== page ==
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Right-wing Harvard prof disses legendary economist for having been gay and childless — then apologizes!

Niall-Ferguson-002

Niall Ferguson (above), a Scottish-born right-wing history professor at Harvard University, touched off a firestorm of criticism the other day when he said John Maynard Keynes’ economic philosophy was flawed and he didn’t care about future generations because he was gay and didn’t have children. (See HERE).

Keynes, a Briton who died in 1946 at the age of 62, was perhaps the most influential economist of the 20th century. His theories on macroeconomics have greatly influenced many national governments.

In the face of widespread withering criticism (see HERE and HERE and HERE and HERE), Ferguson has APOLOGIZED:

During a recent question-and-answer session at a conference in California, I made comments about John Maynard Keynes that were as stupid as they were insensitive.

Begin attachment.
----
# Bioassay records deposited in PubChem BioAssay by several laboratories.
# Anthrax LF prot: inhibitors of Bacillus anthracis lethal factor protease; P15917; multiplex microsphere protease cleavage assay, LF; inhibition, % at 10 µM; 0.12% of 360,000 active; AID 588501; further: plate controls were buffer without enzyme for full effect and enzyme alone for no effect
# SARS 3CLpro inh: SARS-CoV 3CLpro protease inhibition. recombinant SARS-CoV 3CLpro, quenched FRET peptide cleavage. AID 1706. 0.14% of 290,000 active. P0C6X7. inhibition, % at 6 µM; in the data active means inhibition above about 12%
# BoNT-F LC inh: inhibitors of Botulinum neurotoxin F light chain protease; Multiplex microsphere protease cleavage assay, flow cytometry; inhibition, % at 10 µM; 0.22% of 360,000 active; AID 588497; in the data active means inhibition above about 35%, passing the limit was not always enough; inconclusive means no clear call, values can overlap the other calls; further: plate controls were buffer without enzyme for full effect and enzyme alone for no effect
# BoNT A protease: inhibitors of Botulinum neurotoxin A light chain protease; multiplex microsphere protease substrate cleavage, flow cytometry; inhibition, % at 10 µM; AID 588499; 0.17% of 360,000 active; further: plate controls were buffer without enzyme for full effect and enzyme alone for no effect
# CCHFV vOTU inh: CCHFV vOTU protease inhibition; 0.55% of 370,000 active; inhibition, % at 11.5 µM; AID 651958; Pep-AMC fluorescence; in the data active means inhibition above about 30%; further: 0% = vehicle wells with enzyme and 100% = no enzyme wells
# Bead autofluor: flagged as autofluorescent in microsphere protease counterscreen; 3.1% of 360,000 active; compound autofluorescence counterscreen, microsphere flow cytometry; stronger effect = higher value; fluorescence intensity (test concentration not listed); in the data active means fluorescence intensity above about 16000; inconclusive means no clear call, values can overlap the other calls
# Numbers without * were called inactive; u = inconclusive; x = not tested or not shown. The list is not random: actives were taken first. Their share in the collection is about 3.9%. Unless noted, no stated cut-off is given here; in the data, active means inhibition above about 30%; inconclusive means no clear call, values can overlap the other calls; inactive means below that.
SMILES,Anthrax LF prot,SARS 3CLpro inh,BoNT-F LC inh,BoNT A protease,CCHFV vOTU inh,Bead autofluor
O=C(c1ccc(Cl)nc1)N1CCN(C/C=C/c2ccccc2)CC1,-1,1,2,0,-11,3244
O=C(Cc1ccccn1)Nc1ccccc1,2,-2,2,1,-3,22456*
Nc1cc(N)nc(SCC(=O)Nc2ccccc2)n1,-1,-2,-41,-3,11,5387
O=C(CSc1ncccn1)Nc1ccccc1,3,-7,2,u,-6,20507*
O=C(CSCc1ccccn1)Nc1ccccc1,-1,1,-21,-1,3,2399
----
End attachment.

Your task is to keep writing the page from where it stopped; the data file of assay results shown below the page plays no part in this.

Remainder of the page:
I had been asked to comment on Keynes’s famous observation “In the long run we are all dead.” The point I had made in my presentation was that in the long run our children, grandchildren and great-grandchildren are alive, and will have to deal with the consequences of our economic actions.

But I should not have suggested – in an off-the-cuff response that was not part of my presentation – that Keynes was indifferent to the long run because he had no children, nor that he had no children because he was gay. This was doubly stupid. First, it is obvious that people who do not have children also care about future generations. Second, I had forgotten that Keynes’s wife Lydia miscarried.

My disagreements with Keynes’s economic philosophy have never had anything to do with his sexual orientation. It is simply false to suggest, as I did, that his approach to economic policy was inspired by any aspect of his personal life. As those who know me and my work are well aware, I detest all prejudice, sexual or otherwise.

My colleagues, students, and friends – straight and gay – have every right to be disappointed in me, as I am in myself. To them, and to everyone who heard my remarks at the conference or has read them since, I deeply and unreservedly apologize.

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